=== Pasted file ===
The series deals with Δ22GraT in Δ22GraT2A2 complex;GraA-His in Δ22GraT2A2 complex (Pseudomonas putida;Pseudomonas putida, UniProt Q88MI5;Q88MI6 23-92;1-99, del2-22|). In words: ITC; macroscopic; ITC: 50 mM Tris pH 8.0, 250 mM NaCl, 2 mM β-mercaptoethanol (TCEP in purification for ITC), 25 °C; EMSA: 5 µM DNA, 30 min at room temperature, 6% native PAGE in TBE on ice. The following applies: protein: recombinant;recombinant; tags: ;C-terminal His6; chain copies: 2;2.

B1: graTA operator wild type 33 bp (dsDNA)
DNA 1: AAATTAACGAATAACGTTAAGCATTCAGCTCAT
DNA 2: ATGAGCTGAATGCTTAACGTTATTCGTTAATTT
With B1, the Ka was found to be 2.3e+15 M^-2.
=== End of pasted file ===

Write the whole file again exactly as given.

The series deals with Δ22GraT in Δ22GraT2A2 complex;GraA-His in Δ22GraT2A2 complex (Pseudomonas putida;Pseudomonas putida, UniProt Q88MI5;Q88MI6 23-92;1-99, del2-22|). In words: ITC; macroscopic; ITC: 50 mM Tris pH 8.0, 250 mM NaCl, 2 mM β-mercaptoethanol (TCEP in purification for ITC), 25 °C; EMSA: 5 µM DNA, 30 min at room temperature, 6% native PAGE in TBE on ice. The following applies: protein: recombinant;recombinant; tags: ;C-terminal His6; chain copies: 2;2.

B1: graTA operator wild type 33 bp (dsDNA)
DNA 1: AAATTAACGAATAACGTTAAGCATTCAGCTCAT
DNA 2: ATGAGCTGAATGCTTAACGTTATTCGTTAATTT
With B1, the Ka was found to be 2.3e+15 M^-2.